1)      Disassemble the frame into halves and scratch off the innersides of the rear crash bar mounts with some sandpaper. If you’re modifying the chrome plated frame set make sure to get all the chrome off this and the surrounding sections as well, or else the epoxy won’t stick.

2)      Take the 4-40 drill bit and enlarge the mounting hole. Just make one slow pass in and out. Then tap the hole with 4-40 thread all the way through. Thread a fairly long 4-40 hex socket screw all the way into the holes.

3)      Tape off the edges of the whole section using transparent tape. This creates a temporary wall that prevents the epoxy from dripping all over the place.

4)      Next, pour a small amount of the 2-part epoxy on a disposable plate and mix with the plastic stirrer. With the stirrer, scoop small amounts of the epoxy onto the backside section until you get about a ” of depth.

5)      Once you get enough epoxy in there fix the orientation of the frame so that the epoxy pretty much stays in place. Leave overnight. When you take a look at it again you’ll notice that it is rock hard. Take your hex wrench and slowly back the screw out. Then remove the tape.

6)      The right side frame is now complete - for the left side, you must dremel off some epoxy so that the gearbox can easily fit. And that’s it!  




If you decide to use the kit plastic front body set you will run into a few problems while running the bikes. First of all, at full lean the bike will drag away at the lower fairing and scratch up your paint job! Next, with the way the lower fairing snaps into the upper cowling, it is very easy to come off while running. An easy fix for the two problems is to run without the lower fairing, but if you want to run with it on try these mods. Can also be used on the Mark 1 bike.

1)     Buy some Team Associated clear chassis protector sheet #6312 and cut two 1“x1” sections. Place them on each side of the lower front side of the fairing to take up the scratches.

2)     Take two short strips of carbon fiber plate (or plastic if convenient) and drill a hole on one end large enough to fit a 3mm screw, and CA glue a 3mm nut on a side of the hole.

3)     Put the side of the hole w/o the nut onto the top cowling (on a flat area) and drill a hole aligned with the screw. Make sure a short piece of the carbon fiber is trailing off. Then screw it in place with a 3mm screw. This will be the place where the bottom fairing mounts to the cowling.

4)     Attach the lower fairing on and CA glue the trailed off carbon fiber plate onto the fairing. Now you have a way to secure on the fairing during races!



Also, in high speed crashes the windshield is likely to crack off because of the thin sections held by the screws. Consider replacing these two metal screws with 2-56 plastic acetal screws and nuts from your local model train hobby shop so in a crash they break off instead, keeping the windshield intact. Same can also be done to the Mark 1 bike.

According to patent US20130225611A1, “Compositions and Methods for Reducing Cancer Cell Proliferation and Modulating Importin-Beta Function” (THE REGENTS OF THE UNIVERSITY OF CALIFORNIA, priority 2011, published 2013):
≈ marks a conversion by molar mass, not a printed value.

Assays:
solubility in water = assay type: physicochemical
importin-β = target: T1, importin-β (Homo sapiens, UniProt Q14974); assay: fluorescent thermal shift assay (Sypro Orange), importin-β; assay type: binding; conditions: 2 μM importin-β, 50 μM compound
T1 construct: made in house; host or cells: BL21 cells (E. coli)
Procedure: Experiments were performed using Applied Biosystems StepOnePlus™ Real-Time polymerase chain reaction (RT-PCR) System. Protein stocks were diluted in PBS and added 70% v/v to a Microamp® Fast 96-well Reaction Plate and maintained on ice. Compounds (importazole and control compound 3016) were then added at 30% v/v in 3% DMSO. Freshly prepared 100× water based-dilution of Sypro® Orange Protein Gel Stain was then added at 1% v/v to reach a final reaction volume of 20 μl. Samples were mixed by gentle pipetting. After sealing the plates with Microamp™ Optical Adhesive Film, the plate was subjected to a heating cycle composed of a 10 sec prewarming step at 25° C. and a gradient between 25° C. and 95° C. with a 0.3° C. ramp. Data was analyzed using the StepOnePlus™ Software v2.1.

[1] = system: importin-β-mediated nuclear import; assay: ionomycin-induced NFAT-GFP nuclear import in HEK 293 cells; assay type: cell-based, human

Depending upon your preference, the front end could use a little bit more height to avoid scratching up the bottom fairing during cornering at full lean. Try lengthening your front forks by adding in spacers to the top of the forks before you insert them into the triple clamp assembly. You can also lengthen them a bit more by unscrewing the bottom axle carriers a little bit from the fork shafts.


Jimmy from the rcgroups forum makes and sells these! Email him at


By using the stock “swivel” steering method the bike will be very slow to react to driver input because you are essentially running on a flat front tire. To properly simulate air pressure for the Kyosho tires, mold an insert out of silicone. The difference in handling is like night and day.

Materials: OOMOO 25 two-part silicone mold making rubber from (or art store), vaseline, kit front rim, kit front tire (after this procedure it cannot be used for running), flywheel (optional), syringe to inject silicone, x-acto knife.

1) Coat the inside of the front tire with a thin layer of vaseline to prevent the silicone from sticking.

2) Assemble the front tire to the front rim and use an x-acto knife to cutout a small hole for the syringe to fit in. Using the flywheel is optional (different handling characteristics with this).

3)  Mix the two-part silicone 1:1 as per the instructions, place into syringe, and inject into the tire hole until it is COMPLETELY full. In fact, overfill it to make sure. Allow to sit overnight.

4) Carefully peel the insert off the rim and use the x-acto knife to trim off the excess flashing. Then install onto clean rim and tire, making sure that the insert sits correctly and evenly. Done!



Despite the kit coming with none whatsoever we recommend you put some decent foam inserts in the rear tires. Inserts come with the Kyosho high grip tire set #GPW14, but these are way too soft. For a more consistent rear bite try using ”D round foam backer rod from your local hardware store. Cut the ends at an angle and fit it into the rear tire. Also you can use rubber cement to glue the ends of the foam together, but if you press fit the foam snug tight then don’t worry about it. Same can also be done to the Mark 1 bike.


In some of the more spectacular crashes the top cover of the rider's back may dislodge and fall off. Before races consider wrapping a zip-tie around the rider's body to prevent this. Then cut it off before your victory photo shoot!


This is another one of those convenience/reliability mods if you plan to race the HORs. This sounds a little funny but when you crash, the arms can dislocate from the elbows! That's because the loop on the black plastic piece that connects the joint has a slot in it where the arm can dislodge easily. The way to fix this is to make a similar piece out of carbon fiber sheet (or plastic if convenient) and make it so that the loops are CLOSED. Then reassemble the arms as usual. Instant fix!

The instruction manual says to install the servo "pin" onto the servo horn on the innermost hole, but for more response mount the pin on the topmost hole. With the longer torque arm you get more consistency from your steering servo.


Standard 7.2V 6-cell 600mah and 270mah batteries have a small amount of play when installed into the battery tray. This can cause it to move around a bit and dislodge. Consider attaching a few pieces of thick foam tape (HPI Part #6273) to the rear ends of your batteries to get rid of the slop. Can also be used on the Mark 1 bike.


Last updated: 3/14/06


WEBMASTER: Ian Francisco ( - "grymg" on rcgroups, yahoo groups, yahoo messenger, etc... WEBMASTER: 2nd Kevin Hicks ( "Kev71H" on many forums: